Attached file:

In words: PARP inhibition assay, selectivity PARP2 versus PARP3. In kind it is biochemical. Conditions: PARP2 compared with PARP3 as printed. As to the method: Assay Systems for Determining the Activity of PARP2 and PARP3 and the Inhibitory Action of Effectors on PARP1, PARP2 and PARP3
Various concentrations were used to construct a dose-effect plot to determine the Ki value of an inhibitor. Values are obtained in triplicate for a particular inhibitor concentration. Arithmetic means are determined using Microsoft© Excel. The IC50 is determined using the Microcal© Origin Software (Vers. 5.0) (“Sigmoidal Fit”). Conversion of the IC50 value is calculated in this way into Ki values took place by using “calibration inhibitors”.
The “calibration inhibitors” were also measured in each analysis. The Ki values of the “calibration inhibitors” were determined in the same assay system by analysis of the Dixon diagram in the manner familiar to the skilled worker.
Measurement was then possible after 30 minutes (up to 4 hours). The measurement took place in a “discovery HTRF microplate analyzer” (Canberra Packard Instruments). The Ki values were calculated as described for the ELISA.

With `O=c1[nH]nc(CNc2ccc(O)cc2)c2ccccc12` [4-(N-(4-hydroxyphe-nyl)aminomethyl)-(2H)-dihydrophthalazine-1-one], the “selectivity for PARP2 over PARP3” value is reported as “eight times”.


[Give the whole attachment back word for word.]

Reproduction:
In words: PARP inhibition assay, selectivity PARP2 versus PARP3. In kind it is biochemical. Conditions: PARP2 compared with PARP3 as printed. As to the method: Assay Systems for Determining the Activity of PARP2 and PARP3 and the Inhibitory Action of Effectors on PARP1, PARP2 and PARP3
Various concentrations were used to construct a dose-effect plot to determine the Ki value of an inhibitor. Values are obtained in triplicate for a particular inhibitor concentration. Arithmetic means are determined using Microsoft© Excel. The IC50 is determined using the Microcal© Origin Software (Vers. 5.0) (“Sigmoidal Fit”). Conversion of the IC50 value is calculated in this way into Ki values took place by using “calibration inhibitors”.
The “calibration inhibitors” were also measured in each analysis. The Ki values of the “calibration inhibitors” were determined in the same assay system by analysis of the Dixon diagram in the manner familiar to the skilled worker.
Measurement was then possible after 30 minutes (up to 4 hours). The measurement took place in a “discovery HTRF microplate analyzer” (Canberra Packard Instruments). The Ki values were calculated as described for the ELISA.

With `O=c1[nH]nc(CNc2ccc(O)cc2)c2ccccc12` [4-(N-(4-hydroxyphe-nyl)aminomethyl)-(2H)-dihydrophthalazine-1-one], the “selectivity for PARP2 over PARP3” value is reported as “eight times”.